The speakers shared their experiences in dealing with genocidal crimes perpetrated against the Rohingyas and Bosnians (in former Yugoslavia). They called for ‘Protected Return to Protected Homeland’ for the Rohingya people. They highlighted the importance of providing formal education to the Rohingya children in refugee camps. They also raised the issues surrounding raped victims, their pregnancy and children, and that more international funding is necessary to address such issues immediately. The speakers also discussed the ‘Suu Kyi’ factor and how democracy went backward rather than moving forward under her de-factor leadership in Myanmar. She is a complicit to the genocidal crimes perpetrated by her security forces. They also urged concerned global citizens, esp. lawyers and legal experts, to file cases implicating members of the Myanmar government and military for their genocidal crimes against the Rohingya people.
They also urged all to boycott Made-in-Myanmar products to create pressure on the criminal government of Myanmar to change its course so that the Rohingyas are integrated as equal citizens with all their rights preserved inside their ancestral homeland of Arakan.
The last session of the day was chaired by Dr. Graham Thom who has worked as Amnesty International Australia’s Refugee Coordinator since May 2000. Regina Paulose, J.D., an attorney specializing on International Criminal Law and Razia Sultana, a Rohingya lawyer who grew up as a refugee inside Bangladesh, and is the founder of Rohingya Women Welfare, joined via Skype, sharing their views on international law as these pertain to Myanmar’s genocidal crimes against the Rohingya people, esp. females.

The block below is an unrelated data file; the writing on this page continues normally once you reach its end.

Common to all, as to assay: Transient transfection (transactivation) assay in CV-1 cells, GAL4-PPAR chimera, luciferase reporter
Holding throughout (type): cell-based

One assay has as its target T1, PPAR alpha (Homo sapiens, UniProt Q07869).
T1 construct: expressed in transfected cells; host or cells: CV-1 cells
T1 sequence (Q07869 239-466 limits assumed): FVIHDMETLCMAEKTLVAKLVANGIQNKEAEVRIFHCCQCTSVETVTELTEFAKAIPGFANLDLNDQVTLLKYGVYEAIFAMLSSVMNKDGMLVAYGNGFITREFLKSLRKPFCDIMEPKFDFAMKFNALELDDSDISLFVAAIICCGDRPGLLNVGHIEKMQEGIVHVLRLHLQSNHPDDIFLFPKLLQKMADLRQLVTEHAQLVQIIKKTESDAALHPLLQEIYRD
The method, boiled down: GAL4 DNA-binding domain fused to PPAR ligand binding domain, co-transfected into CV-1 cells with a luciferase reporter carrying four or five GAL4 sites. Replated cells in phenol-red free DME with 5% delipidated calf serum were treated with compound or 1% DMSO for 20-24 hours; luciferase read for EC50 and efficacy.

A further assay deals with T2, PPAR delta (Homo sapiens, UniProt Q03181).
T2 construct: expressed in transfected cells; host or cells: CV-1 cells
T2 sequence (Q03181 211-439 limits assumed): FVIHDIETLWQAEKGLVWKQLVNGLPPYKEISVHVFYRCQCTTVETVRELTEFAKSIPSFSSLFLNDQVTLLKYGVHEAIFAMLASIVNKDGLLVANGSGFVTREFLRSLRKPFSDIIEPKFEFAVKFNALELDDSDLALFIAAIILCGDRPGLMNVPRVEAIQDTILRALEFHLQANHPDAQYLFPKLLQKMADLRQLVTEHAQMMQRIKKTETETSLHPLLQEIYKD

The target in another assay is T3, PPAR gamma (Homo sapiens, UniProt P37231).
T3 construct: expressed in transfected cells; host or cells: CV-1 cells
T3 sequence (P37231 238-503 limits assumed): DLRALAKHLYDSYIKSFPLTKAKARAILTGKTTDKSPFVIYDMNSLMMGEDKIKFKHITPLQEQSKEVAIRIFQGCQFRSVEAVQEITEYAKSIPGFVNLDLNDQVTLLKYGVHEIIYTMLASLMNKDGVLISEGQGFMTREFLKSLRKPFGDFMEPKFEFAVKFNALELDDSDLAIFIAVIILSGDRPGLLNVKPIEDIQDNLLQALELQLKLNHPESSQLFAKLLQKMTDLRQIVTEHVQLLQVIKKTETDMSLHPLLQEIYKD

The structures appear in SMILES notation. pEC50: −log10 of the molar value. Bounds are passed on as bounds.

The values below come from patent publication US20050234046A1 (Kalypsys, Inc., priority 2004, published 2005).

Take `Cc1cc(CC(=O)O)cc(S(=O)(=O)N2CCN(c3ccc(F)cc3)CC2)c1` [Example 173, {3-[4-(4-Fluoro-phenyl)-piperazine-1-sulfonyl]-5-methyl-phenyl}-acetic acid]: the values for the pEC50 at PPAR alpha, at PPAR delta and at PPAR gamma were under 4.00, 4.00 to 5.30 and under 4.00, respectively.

Munira Subasic who had lost 22 family members in Srebrenica in July 1995 to Serbian genocidal criminals and was a primary eye-witness at The Hague International Court shared her insights about dealing with the pains of being a survivor to genocide, esp. the fact that while the Bosnian genocide stopped some two decades ago the Serbian criminals that killed his family members and raped so many women (and little girls) are still alive and continue to work and roam around unscathed within the Serbian territory of the new republic. She urged resoluteness in dealing with the Rohingya genocide and never to give up in demanding and to seeing justice carried out against the perpetrators of a genocide.
Beini Ye who works as the Legal Officer of Open Society Justice Initiative in the UK shared her expertise in legal matters dealing with the Rohingya genocide. She said that the Myanmar’s rapist military have been using rape as a weapon of war to terrorize the Rohingya community permanently. The ‘rapist’ military has had used similar tactics in its war against ethnic rebels in the border territories.
A lively questions and answers session followed each panel discussion. The conference ended with a note of solidarity with the Rohingya people and called upon the international community to stop the Rohingya genocide and to prosecute the criminals for perpetrating and/or inciting genocidal crimes against them.
The speakers and attendees thanked Hasene International and its organizers for their generosity in hosting this much-needed international conference in Germany.
|Enjoy the article? Then please consider donating today to ensure that Eurasia Review can continue to be able to provide similar content.|